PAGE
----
zontal portions I8 and J9, connected by vertical
portions 20 ‘extending through ‘openings in the
10. vibratable plate. The horizontal portions I8
overlie and underlie respectively the rear por
tion of the vibratable plate and the horizontal
portions I9 underlie and overlie respectively the
front portions of the vibratable plate, the latter
15 resting upon the horizontal portion l8 of one
supporting arm and the horizontal portion I9
of the other supporting arm and being held
against excessive vertical movement or tilting
by the overlying horizontal portions of the arms.
20
The supporting arms are encased in tubular
members 2| of rubber or other suitable material
‘to contact with the vibratable plate, as usualin
this class of construction, and in order that
maximum vibration-of the element may be had,
the supporting arms extend across the vibratable
’ plate in the angular relation shown in Fig. 4,
converging along lines that form an intermediate
angle between the angles of the ends of the
bratable plate and electromagnet upon a remov
able wall of the housing affords a most economical
and practical construction, permitting ready as—
sembly and quick accessibility for servicing when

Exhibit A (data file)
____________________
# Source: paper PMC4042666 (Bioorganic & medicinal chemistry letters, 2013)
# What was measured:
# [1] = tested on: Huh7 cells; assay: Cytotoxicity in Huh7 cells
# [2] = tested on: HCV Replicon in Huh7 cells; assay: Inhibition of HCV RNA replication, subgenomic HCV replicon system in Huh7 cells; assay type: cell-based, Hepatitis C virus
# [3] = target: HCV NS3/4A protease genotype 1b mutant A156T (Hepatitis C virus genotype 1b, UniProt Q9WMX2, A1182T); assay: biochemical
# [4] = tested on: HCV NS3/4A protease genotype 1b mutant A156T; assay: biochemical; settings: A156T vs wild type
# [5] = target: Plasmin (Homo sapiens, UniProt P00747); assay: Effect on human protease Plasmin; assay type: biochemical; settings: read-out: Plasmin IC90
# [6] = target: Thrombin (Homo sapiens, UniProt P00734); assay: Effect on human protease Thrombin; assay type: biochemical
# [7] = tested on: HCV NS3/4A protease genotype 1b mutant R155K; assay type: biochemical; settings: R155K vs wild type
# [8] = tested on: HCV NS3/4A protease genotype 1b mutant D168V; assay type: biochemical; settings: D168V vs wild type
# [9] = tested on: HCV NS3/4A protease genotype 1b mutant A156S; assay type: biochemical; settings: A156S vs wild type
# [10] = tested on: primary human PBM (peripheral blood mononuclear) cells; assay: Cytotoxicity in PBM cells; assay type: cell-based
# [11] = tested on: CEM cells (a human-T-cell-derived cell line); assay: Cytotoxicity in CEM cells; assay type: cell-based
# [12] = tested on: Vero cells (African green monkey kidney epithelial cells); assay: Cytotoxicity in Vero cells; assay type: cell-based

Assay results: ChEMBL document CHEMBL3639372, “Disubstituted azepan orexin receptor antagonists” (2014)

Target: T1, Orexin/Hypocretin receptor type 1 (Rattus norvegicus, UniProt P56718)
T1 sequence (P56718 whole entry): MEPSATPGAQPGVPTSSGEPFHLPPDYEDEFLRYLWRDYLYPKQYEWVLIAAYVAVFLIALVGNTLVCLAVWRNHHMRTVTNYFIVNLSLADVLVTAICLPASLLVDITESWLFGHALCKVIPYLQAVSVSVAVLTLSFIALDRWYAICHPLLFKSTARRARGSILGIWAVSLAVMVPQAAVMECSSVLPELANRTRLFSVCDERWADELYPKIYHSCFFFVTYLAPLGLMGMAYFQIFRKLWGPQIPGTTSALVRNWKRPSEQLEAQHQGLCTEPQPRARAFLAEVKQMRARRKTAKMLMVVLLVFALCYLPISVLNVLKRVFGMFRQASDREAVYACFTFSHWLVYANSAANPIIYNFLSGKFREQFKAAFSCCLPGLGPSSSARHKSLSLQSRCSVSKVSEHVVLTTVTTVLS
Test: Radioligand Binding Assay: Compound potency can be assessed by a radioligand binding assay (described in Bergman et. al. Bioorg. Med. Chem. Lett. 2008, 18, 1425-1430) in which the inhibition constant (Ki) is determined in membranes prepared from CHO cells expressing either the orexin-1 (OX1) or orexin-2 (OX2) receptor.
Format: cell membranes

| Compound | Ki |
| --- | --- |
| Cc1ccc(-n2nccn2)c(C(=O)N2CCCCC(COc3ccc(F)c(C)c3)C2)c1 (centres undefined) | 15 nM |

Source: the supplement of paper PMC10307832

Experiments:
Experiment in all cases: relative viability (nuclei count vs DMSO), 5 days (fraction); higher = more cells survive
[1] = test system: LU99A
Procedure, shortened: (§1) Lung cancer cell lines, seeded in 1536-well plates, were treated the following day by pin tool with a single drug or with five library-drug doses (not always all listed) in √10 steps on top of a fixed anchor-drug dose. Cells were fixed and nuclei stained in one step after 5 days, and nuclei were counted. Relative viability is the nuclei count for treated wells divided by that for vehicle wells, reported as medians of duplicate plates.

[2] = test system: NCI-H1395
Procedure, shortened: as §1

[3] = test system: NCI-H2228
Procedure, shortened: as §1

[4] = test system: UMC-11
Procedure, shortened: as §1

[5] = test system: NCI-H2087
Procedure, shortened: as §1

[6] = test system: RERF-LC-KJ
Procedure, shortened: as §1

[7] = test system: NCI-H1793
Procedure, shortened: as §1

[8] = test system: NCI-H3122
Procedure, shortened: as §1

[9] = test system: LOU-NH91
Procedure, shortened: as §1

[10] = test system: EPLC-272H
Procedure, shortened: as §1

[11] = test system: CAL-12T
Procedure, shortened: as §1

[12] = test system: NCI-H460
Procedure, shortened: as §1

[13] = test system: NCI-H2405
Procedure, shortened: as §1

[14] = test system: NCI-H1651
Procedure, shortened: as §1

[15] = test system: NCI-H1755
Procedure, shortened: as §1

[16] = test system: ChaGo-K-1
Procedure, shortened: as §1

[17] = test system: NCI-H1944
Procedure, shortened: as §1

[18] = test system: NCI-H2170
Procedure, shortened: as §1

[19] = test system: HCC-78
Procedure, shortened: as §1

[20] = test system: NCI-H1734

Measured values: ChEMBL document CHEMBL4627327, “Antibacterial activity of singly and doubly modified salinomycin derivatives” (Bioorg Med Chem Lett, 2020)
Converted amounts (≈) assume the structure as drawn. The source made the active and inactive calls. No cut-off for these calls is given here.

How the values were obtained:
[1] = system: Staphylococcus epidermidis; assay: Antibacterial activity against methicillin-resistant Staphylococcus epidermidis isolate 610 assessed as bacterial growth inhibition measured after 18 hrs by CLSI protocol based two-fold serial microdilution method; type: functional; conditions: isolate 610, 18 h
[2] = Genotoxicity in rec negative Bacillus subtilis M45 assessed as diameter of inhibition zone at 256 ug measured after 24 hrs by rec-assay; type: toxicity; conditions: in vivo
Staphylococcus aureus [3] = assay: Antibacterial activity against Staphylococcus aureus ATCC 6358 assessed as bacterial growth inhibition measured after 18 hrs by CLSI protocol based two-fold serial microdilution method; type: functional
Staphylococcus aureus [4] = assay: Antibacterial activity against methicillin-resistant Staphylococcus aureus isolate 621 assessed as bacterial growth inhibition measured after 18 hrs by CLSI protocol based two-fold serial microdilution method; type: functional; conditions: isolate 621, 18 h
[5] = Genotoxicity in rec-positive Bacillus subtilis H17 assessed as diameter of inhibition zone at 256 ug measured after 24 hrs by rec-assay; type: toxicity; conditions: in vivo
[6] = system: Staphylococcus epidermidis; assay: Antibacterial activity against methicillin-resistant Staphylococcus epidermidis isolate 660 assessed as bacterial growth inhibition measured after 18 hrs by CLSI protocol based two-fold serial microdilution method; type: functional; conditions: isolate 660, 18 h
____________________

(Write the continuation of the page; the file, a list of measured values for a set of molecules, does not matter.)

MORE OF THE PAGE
necessary.
5
_
While the invention has been described with
relation to a particular embodiment, it is not
con?ned to the details herein shown, and this
application is intended to cover any changes or
departures coming within the purposes of the 10
improvements or the scope of the following
claims.
We claim:
1. A signal device comprising a housing afford
ing a resonance chamber having an opening in 15
its top wall, a vibratable plate located within the
housing beneath said opening, a plurality of sup
porting arms for said plate, each of said arms
including horizontal portions overlying and un
derlying the plate and central vertical portions 20
extending through opening in the plate, the un
derlying portion of one of said arms engaging
the inner portion of the plate and the underly
ing portion of the other of said arms engaging
the outer portion of the plate, and electromag
netic striker operating means located within the
housing beneath said vibratable plate.
2. A signal device comprising a housing aiford~
vibratable plate and’ a line directly across the
ing a resonance chamber having an opening in
vibratable, plate at right angles to its side edges.
By this arrangement of the supporting arms at
slight angles to the ends of the vibratable plate,
its top wall, a vibratable plate located beneath
said opening at right angles to the rear wall of
the housing, said plate being longer at its rear
edge than at its front edge, said housing having
a curved front wall conforming generally to the
front edge of said plate, supporting arms for said 35
plate attached to said rear wall and including
a maximum vibration and consequent more effec
tive tone effect is obtained.
The vibratable plate I3 is located somewhat
beneath the opening“ 5, and arranged beneath
the vibratable plate I3 and also supported on the
back wall 6 is the electromagnetic striker oper
ating mechanism consisting of an electromagnet